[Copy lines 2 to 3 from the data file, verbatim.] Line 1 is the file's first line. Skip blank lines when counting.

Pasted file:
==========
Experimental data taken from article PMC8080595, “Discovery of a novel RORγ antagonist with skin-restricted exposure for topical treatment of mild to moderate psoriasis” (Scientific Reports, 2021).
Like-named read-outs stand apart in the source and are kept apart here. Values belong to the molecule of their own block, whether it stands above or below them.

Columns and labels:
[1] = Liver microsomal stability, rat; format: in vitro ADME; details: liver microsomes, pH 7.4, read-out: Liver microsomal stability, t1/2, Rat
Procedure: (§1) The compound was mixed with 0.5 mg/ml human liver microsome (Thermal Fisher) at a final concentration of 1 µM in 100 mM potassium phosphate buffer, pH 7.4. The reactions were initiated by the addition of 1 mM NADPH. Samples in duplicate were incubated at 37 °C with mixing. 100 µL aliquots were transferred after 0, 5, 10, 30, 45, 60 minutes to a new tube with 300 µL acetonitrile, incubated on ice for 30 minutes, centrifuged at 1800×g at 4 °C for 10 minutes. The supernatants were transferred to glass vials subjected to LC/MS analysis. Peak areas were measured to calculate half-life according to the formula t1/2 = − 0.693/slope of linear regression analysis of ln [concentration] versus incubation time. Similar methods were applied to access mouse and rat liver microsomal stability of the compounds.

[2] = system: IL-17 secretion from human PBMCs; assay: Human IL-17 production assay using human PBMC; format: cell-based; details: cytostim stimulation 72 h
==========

Like-named read-outs stand apart in the source and are kept apart here. Values belong to the molecule of their own block, whether it stands above or below them.

Columns and labels: